• The design of the boot/shoe. No matter how much effort you put into getting the right specifications, some designs just don’t work out. It’s one of those things you have to do in person. Everybody’s feet are so different from one person to the next and so it’s vital to experiment on your own.

For example, for years I’ve used my Keen Voyageurs (you can see them on Keen’s website, here for men’s, and here for women’s), and I tried several of the top brands including Merrell and Salomon–and even though I tried the wide editions for several shoes, I still had the toe crowding problem where my index toe would go under my great toe (my … index toe? What’s that thing called?). Keen was the only brand where the toebox was big enough for my toes to move around without any issues.

But, what works for me might not work for you, so you have to go try some out. REI (click here to see their hiking shoes) has a top-of-the-line selection for hiking shoes and hiking boots, and they usually have ramps and other equipment to help test out the fit of the shoe. Even if you don’t purchase your shoes or boots there, it’s a fantastic place to go try them on.

Opt For Hiking Socks

Typical cotton socks can have a tough time standing up to the trials of hiking. While you’re out on the trail, your feet can be subjected to a lot more friction, heat, and even humidity, than they would in a regular daily setting. Additionally, it’s even more important to keep your feet protected if you want to keep using them for your regular hikes without any problems.

Instead of standard socks, it’s a good idea to try out some hiking socks. These socks are often made very differently. They’re thicker than typical socks and are often made out of a combination of a stretchy material (like lycra or nylon) and quality Merino wool. Due to their design, hiking socks offer more durability, cushioning, and the ability to keep your feet dry and comfortable. If you want to learn more about how helpful hiking socks can be on the trails, take a look at our article here.

To summarize my own experience. I would often wear my standard cotton socks that I wore everywhere, and I found that when the socks got wet they became sticky and thus more abrasive. Blister-city would have been a good way to describe that experience. Since I’ve been wearing hiking socks while hiking, these problems have righted themselves.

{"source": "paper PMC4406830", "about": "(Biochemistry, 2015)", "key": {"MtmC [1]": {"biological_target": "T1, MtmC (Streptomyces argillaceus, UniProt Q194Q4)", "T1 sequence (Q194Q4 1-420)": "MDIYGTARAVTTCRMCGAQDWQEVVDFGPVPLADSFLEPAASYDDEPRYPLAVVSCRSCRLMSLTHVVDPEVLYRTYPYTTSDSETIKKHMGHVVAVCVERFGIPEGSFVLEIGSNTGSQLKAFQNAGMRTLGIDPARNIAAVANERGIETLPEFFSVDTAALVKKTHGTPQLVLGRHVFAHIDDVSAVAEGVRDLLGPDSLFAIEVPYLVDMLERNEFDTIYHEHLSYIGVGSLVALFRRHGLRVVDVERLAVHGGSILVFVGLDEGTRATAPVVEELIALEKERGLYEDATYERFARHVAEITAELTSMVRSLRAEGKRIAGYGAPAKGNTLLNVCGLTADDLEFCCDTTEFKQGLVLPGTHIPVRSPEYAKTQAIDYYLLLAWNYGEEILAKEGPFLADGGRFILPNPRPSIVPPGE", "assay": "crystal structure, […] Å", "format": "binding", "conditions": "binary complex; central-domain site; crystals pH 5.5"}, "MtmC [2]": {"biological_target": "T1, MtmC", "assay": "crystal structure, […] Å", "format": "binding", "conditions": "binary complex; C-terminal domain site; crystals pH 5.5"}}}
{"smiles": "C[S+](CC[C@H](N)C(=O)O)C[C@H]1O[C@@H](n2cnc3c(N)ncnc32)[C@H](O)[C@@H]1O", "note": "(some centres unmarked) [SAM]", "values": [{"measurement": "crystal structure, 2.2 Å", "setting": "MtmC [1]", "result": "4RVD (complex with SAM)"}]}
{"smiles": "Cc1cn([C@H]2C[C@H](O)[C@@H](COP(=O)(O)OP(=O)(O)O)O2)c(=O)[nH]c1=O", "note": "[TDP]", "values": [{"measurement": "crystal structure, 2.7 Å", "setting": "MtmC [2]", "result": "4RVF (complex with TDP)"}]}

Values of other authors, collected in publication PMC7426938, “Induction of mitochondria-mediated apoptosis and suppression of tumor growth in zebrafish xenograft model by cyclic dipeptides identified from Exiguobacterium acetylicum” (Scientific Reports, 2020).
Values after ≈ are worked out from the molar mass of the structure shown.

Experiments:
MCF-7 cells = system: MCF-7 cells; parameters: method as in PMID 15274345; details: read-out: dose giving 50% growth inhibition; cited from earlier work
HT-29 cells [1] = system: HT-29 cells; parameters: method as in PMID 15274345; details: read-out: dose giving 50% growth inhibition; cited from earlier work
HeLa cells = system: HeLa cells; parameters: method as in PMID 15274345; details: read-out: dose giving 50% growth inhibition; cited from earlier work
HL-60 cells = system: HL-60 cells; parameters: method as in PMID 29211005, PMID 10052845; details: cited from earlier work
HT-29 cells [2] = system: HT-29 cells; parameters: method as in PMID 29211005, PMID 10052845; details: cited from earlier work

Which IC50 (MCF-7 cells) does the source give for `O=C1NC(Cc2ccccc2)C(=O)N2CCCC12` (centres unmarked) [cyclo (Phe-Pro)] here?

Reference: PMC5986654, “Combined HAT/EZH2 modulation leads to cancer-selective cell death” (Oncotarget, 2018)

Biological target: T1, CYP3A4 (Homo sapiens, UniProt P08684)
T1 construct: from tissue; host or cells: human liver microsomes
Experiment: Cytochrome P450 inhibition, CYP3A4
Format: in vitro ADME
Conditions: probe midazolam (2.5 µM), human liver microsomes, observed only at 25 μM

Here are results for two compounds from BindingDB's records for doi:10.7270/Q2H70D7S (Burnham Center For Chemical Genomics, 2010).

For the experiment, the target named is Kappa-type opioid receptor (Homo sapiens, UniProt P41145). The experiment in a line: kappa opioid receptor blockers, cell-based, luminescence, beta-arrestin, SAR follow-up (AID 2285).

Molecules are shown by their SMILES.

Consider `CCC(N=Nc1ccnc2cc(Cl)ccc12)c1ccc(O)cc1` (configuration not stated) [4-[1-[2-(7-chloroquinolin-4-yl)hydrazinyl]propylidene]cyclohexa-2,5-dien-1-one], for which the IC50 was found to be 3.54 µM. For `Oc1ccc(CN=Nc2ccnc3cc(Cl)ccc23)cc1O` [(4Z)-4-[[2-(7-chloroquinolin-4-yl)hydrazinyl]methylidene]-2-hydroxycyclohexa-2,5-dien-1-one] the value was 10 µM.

Protect Your Heels with Inserts or Heel grips

Aside from getting the right shoes and socks, there are a few different ways you can protect your heels from damage. Some hikers like to get ahead of the game and add a layer of moleskin, athletic tape, or even Bandaids onto their heels so that there won’t be a chance for any uncomfortable rubbing to begin. These are great options because they tend to be inexpensive and you can easily bring along some extra just in case you need to replace them.

There are also a variety of silicone inserts (example on Amazon) you can try out to keep your heels comfortable. If you try out this option, just make sure that the insert fits comfortably into your shoes. Furthermore, try them out for shorter walks first as some people can end up getting blisters from the inserts themselves.

Another option is a heel grip. These small devices help keep your heel in place, especially if the boot is just a touch too big. Check out several options on Amazon, here.

This is an example of a heel insert from Dr. Foot on Amazon:

Try Some Sock Liners

There are many hikers out there who swear by using sock liners (REI) to protect their feet. If you’ve never heard of a sock liner before, you can essentially think of it as a sock for your sock. You put on the sock liners, which are often made of thinner polyester, nylon, wool, or some combination therein, and then you can put on your hiking socks.

While this might sound like overkill, the sock liners are designed to fit very snugly and help to avoid friction against your skin. On top of that, they can also help with wicking away moisture and adding just a little bit more cushion for your feet. If your hiking shoes or boots aren’t the absolute best fit, using both hiking socks and sock liners can prevent some of the friction of your heels from rubbing against the back of the shoe too much.